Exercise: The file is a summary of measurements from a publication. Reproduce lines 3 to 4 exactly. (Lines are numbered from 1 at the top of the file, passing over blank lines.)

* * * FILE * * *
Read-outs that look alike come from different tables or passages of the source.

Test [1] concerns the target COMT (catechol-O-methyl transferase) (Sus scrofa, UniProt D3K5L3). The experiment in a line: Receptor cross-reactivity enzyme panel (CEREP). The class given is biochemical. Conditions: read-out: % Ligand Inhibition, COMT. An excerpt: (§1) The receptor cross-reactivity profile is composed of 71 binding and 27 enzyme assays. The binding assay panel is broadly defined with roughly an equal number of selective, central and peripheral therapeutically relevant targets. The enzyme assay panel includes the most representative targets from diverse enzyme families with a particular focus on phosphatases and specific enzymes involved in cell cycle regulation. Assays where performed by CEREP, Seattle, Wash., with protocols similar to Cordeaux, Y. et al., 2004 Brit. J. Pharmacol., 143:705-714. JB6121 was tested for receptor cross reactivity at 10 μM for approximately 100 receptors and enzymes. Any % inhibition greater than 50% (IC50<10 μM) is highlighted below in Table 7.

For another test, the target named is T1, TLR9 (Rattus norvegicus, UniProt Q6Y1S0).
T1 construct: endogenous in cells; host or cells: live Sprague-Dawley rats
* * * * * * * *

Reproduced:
For another test, the target named is T1, TLR9 (Rattus norvegicus, UniProt Q6Y1S0).
T1 construct: endogenous in cells; host or cells: live Sprague-Dawley rats